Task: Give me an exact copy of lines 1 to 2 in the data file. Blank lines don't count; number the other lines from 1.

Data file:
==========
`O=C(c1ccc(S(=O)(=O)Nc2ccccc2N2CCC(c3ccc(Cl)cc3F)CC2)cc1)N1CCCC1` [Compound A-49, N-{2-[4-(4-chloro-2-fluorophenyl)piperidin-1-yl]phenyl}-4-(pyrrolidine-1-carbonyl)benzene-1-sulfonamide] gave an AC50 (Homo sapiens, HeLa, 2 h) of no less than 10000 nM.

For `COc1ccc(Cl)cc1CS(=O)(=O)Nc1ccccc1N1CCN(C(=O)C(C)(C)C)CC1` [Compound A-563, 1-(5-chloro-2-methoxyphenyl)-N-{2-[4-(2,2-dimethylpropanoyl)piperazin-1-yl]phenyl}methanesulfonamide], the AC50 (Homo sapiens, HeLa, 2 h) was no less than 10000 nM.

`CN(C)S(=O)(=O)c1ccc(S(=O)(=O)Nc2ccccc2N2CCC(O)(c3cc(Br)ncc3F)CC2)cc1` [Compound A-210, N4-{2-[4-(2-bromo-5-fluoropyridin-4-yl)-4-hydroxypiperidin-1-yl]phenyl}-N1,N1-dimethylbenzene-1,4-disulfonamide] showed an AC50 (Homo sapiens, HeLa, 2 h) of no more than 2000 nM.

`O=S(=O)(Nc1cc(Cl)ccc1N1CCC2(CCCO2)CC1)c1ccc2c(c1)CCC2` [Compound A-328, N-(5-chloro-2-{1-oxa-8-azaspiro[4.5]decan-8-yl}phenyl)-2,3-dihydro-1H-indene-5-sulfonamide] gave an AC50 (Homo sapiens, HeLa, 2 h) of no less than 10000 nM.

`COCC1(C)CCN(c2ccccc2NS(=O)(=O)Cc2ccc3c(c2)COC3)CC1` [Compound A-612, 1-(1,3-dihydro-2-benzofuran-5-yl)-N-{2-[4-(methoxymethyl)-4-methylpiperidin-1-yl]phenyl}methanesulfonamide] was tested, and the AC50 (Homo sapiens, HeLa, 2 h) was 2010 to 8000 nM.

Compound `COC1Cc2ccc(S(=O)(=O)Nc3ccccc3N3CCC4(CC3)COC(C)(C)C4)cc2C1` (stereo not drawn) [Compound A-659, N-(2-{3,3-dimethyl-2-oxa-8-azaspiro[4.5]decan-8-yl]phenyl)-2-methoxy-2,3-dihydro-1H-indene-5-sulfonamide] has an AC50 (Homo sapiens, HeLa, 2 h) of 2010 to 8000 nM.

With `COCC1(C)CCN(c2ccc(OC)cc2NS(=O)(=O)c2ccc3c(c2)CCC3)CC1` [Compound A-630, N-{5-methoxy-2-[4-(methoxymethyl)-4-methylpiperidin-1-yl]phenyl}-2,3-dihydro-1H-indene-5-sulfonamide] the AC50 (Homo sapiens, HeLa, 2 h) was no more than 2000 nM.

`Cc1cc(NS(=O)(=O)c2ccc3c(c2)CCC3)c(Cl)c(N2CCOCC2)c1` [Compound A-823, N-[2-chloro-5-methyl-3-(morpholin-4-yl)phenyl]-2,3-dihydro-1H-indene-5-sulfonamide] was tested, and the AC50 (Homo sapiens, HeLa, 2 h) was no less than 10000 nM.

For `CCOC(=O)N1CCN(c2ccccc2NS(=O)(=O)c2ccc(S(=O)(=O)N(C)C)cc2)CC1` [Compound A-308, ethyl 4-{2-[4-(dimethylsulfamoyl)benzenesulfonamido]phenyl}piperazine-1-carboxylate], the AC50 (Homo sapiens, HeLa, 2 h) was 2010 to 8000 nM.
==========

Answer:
`O=C(c1ccc(S(=O)(=O)Nc2ccccc2N2CCC(c3ccc(Cl)cc3F)CC2)cc1)N1CCCC1` [Compound A-49, N-{2-[4-(4-chloro-2-fluorophenyl)piperidin-1-yl]phenyl}-4-(pyrrolidine-1-carbonyl)benzene-1-sulfonamide] gave an AC50 (Homo sapiens, HeLa, 2 h) of no less than 10000 nM.

For `COc1ccc(Cl)cc1CS(=O)(=O)Nc1ccccc1N1CCN(C(=O)C(C)(C)C)CC1` [Compound A-563, 1-(5-chloro-2-methoxyphenyl)-N-{2-[4-(2,2-dimethylpropanoyl)piperazin-1-yl]phenyl}methanesulfonamide], the AC50 (Homo sapiens, HeLa, 2 h) was no less than 10000 nM.